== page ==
The cardinal principle guiding the library's collection development policy is support of the curriculum and faculty research.
The library has a comprehensive collection of :
- Federal statutes, legislative history materials, and case reports
- All law school and commercial law reviews and journals indexed in the Index to Legal Periodicals
- State statutes as well as official reports, where available
The library has current digests and one major secondary source for the following states only: California, Florida, Illinois, Maryland, Massachusetts, Michigan, New Jersey, New York, Ohio, Texas.
The library also has:
- New York state legislative history material and New York City primary and secondary sources
- Treatises and monographs for subjects that comprise a major component of the curriculum or where there is substantial faculty research, including: antitrust and trade regulation, bankruptcy law, business, civil procedure, civil rights law, constitutional law, corporations, criminal law, election law, environmental law, federal courts, intellectual property, jurisprudence,labor law, legal history, professional responsibility, tax law
The library collects at an instructional level for many other areas, including accounting, civil litigation, communications law, family law, real property law, trusts & estates, and at a basic level for almost all other areas of American law, such as admiralty law, health law, immigration law.
Foreign Law Primary Materials
Generally, the library aims to collect all current primary source materials (codes, statutes, regulations, court decisions, jurisprudence), and standard finding tools for major jurisdictions of the world, for selected countries for which it has primary responsibility among the Northeast Foreign Law Libraries Cooperative Group, and as many others as it is possible to acquire, concentrating on Western Europe (primarily Austria, France, Germany, Belgium, Italy, and Switzerland); Eastern Europe (primarily Romania); Latin America (primarily Argentina, and Mexico); and Commonwealth countries. Collecting is of English language material except for French material on Canadian law (Quebec) and for some jurisdictions of Asia (China, Hong Kong, Japan).
For non Anglo-American jurisdictions, the library collects mainly in English, where available, but has also acquired items in French, German, Spanish, Portuguese, Russian, and other Slavic languages. The library’s strength in Africa is in English materials on Nigeria and South Africa. Collecting for East Asia and South Asia is only in English.
Scholarly treatises in English and the vernacular are collected intensively for Western and Eastern Europe, Latin America, commonwealth countries, and in English only for China and Japan. For other jurisdictions, treatises tend to focus upon civil law and procedure, commercial and business law, constitutional law, criminal law and procedure, environmental law, human rights, patent, trademark and copyright law, private law, taxation, and trade. For the United Kingdom, Canada, Australia, and New Zealand, the library tries to maintain almost all the scholarly academic periodicals, as well as other leading journals on specific topics (civil and criminal law, labor law, business, taxation, legal history).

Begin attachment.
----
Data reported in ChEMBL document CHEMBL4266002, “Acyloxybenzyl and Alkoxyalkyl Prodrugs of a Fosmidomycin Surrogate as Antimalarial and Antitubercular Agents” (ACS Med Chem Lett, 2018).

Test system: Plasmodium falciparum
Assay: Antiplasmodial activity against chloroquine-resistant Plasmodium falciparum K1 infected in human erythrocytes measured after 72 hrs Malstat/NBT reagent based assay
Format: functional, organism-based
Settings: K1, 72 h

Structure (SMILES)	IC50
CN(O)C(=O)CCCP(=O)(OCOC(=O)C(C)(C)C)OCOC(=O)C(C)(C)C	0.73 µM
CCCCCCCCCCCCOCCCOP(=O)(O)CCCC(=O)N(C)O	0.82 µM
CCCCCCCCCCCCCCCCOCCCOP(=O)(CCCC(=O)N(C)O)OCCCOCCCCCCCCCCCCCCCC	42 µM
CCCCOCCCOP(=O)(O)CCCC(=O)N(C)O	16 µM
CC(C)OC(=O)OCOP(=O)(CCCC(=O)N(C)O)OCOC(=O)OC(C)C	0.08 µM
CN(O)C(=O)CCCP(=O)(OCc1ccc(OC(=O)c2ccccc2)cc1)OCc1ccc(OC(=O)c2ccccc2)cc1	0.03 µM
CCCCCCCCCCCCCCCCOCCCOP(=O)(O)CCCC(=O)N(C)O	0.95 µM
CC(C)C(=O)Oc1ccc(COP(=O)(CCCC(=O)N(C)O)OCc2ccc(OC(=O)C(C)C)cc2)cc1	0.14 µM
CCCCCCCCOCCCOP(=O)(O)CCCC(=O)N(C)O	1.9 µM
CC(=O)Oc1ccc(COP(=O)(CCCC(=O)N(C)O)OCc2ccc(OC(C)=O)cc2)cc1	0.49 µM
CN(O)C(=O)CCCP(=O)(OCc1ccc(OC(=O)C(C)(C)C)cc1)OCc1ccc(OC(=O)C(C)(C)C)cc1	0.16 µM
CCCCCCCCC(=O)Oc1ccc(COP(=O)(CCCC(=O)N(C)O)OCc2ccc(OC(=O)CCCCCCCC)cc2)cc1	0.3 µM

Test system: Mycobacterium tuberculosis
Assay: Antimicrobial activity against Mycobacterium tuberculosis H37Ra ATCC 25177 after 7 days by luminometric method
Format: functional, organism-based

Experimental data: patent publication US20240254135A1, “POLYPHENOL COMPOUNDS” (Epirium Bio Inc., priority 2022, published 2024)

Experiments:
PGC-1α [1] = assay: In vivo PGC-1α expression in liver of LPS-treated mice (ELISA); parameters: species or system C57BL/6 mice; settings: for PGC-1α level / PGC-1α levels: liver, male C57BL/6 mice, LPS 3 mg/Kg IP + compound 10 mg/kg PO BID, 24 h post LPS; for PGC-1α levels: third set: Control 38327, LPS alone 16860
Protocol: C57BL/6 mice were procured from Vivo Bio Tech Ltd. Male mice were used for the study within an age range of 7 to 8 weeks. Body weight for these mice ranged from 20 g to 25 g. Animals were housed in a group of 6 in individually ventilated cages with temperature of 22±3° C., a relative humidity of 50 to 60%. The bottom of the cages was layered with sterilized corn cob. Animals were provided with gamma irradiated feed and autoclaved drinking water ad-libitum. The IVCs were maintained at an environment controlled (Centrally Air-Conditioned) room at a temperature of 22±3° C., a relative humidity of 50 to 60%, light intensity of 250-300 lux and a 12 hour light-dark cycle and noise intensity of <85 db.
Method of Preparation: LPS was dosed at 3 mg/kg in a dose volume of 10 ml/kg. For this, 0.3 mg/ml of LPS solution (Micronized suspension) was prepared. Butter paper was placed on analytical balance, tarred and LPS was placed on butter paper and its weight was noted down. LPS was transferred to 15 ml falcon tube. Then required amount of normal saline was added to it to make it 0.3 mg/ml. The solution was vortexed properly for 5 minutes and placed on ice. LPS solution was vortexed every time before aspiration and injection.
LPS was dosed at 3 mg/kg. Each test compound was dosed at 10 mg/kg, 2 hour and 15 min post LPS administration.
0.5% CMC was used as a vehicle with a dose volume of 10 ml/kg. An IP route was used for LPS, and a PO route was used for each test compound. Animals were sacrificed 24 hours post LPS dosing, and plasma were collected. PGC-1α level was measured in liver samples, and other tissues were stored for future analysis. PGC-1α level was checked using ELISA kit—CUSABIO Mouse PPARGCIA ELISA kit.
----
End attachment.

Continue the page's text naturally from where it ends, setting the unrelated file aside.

For non Anglo-American jurisdictions, the library tries to have a broad collection of foreign law journals and reviews, in English and vernacular, as budgetary conditions allow. The main component of this facet of the collection consists of French, German, Italian, Belgian, Swiss, and Austrian periodicals. In general, periodicals must be listed in a major index to be purchased.
The library collects comparative law materials, predominantly in English, in which the United States is one of the jurisdictions studied or in which two or more legal systems are compared. The library also acquires the most important comparative law journals published in the US and throughout the world and major loose-leaf sets, such as Constitutions of the Countries of the World.
To support the wide variety of subjects covered in the curriculum, faculty research, the Global Law School Program, and law school journals, including the New York University Journal of International Law and Policy, the Law Library aims toward comprehensiveness for current English language materials in public international law. The library has particularly strong collections in international human rights, taxation, procedure, arbitration, international commercial law, and international organizations. In general, the collection contains all primary sources and substantial periodicals and monographs from major publishing houses. Treatises for the subjects covered are collected in English and vernacular. The library's goal is to have all international journals published by US law schools and the leading law periodicals produced abroad, in English, French, Italian, German, and Spanish, as well as a wide range of yearbooks, essays, and festschriften; international law loose-leaf services are acquired in certain fields.
The library maintains guides on its website for researching international law and international organizations, with links to the major official and commercial online databases and websites.
The library collects major court reports in print, including those from the International Court of Justice, Court of International Arbitration, Court of Justice of the European Communities, European Court of Human Rights, and the Inter-American Court of Human Rights.